The World in 1911
The British Empire, whilst arguably no longer at its peak, was still a major force in the world. The highlight of the year was the Delhi Durbar held to mark the coronation of King George V of the United Kingdom and Queen Mary as Emperor and Empress of India. It also commemorated the transfer of the capital of the British Raj from Calcutta to Delhi. Practically every Indian ruling prince, nobleman, landed gentry and other important person attended. The Sovereigns appeared in their Coronation robes, the King-Emperor wearing the Imperial Crown of India with eight arches, containing six thousand one hundred and seventy exquisitely cut diamonds, & covered with sapphires, emeralds and rubies, with a velvet and miniver cap. At the time not many people saw such displays of wealth in such a poor country as offensive. The world had yet to hear of Mohandas Karamchand Gandhi. who was living in South Africa and would not enter India until 1915. No later Durbar was ever to tale place, the world moved on very quickly following the outcome of the First World War and the demise of the British Empire..
Germany, and Wilhelm II (Friedrich Wilhelm Viktor Albrecht von Preussen or Frederick William Victor Albert of Prussia) was to be the last German Emperor and King of Prussia. He was a grandson of the Queen Victoria and was related to many kings and princes around Europe. Although an Anglophile at heart, Wilhelm II nonetheless pursued a policy of massive military construction that led ultimately and inexplicability to the Great War.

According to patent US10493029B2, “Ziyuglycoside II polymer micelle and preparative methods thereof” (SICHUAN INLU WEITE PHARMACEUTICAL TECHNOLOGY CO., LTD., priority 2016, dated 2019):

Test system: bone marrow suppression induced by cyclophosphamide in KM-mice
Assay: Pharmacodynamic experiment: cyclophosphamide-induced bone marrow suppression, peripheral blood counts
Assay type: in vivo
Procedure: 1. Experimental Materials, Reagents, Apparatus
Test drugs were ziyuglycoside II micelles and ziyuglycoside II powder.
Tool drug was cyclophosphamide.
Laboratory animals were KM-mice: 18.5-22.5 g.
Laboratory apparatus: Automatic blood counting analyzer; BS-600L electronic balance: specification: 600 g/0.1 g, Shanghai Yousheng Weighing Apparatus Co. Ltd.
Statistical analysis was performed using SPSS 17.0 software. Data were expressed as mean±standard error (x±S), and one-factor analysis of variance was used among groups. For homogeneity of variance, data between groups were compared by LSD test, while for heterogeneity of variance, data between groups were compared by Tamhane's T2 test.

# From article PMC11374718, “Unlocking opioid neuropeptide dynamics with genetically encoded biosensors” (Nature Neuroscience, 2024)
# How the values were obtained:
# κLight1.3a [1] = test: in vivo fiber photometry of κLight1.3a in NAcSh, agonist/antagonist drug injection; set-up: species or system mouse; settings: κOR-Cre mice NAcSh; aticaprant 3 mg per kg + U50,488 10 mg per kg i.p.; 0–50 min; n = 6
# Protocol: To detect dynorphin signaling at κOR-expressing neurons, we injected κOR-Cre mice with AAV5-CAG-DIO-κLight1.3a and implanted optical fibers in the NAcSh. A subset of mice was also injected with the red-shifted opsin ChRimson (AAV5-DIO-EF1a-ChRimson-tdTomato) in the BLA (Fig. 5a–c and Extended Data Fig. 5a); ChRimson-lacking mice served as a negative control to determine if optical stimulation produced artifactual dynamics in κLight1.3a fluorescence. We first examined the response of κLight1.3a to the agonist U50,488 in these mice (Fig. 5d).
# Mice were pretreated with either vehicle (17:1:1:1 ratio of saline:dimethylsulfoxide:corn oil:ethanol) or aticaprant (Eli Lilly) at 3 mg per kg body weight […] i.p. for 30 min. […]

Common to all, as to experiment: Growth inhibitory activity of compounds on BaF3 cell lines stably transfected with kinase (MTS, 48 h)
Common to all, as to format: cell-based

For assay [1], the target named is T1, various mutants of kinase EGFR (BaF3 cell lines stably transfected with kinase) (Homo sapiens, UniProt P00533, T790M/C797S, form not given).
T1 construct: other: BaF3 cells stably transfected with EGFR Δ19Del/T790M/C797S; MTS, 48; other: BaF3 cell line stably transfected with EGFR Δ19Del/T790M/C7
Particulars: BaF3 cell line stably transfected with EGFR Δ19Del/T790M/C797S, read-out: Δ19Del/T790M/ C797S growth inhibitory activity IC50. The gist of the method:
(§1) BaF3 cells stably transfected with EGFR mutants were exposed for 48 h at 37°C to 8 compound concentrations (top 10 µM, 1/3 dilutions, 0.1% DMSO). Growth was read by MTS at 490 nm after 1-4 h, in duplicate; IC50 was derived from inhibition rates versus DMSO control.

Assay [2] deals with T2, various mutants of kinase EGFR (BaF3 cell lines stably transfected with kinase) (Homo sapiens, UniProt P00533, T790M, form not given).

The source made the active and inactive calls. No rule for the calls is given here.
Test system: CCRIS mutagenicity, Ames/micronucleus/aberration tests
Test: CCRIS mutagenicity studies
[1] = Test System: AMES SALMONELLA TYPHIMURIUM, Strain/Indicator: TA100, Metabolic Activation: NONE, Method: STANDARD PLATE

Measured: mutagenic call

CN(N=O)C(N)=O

In the New World, the relatively forgotten William Howard Taft was the 27th President of the United States, with James S Sherman as the Vice President. Already a growing military and industrial power, on 17 April there was a record number of immigrants (11,745) processed in a single day through the US Bureau of Immigration station at Ellis Island in New York.
Australia was a Dominion of the British Empire. Ten years earlier it had become a Federation when the six separate British self-governing colonies; New South Wales, Queensland, South Australia, Tasmania, Victoria and Western Australia joined to form one nation. In 1911 the Northern Territory was transferred from the control of the South Australian government to the federal parliament. At the start of the year the Commonwealth Defence Act had been passed, which meant that that all males aged from 12 to 26 would receive compulsory military training. This however, did not force them to participate when the war actually came.
China and the Xinhai Revolution or the Revolution of 1911 ended with the abdication of Emperor Puyi the following year. The opposing side of the conflict were the Imperial forces of the Qing Dynasty and the revolutionary forces of the Chinese Revolutionary Alliance. The revolution was motivated by anger at corruption in the Qing government, frustration with the government's inability to restrain the interventions of foreign powers. The life of Aisin-Gioro Puyi was chronicled in the 1987 film 'The Last Emperor' which depicts his life from his ascent to the throne as a small boy, to his imprisonment and political rehabilitation by the Chinese Communist authorities.